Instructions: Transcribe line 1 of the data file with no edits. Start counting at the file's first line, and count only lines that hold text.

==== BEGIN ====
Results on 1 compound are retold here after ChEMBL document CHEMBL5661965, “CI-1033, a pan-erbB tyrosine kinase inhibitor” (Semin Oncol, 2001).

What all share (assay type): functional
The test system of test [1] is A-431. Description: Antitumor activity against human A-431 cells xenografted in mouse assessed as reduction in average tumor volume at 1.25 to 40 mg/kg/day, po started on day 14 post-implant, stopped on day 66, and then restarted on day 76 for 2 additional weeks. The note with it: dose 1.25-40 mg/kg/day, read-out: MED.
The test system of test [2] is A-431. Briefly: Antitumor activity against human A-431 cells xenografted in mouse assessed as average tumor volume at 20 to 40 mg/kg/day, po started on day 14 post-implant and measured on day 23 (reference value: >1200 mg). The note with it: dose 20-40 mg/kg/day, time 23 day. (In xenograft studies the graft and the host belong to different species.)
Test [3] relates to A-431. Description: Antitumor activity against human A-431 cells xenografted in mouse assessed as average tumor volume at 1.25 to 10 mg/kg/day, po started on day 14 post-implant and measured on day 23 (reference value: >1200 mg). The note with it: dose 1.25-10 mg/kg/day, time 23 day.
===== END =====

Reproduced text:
Results on 1 compound are retold here after ChEMBL document CHEMBL5661965, “CI-1033, a pan-erbB tyrosine kinase inhibitor” (Semin Oncol, 2001).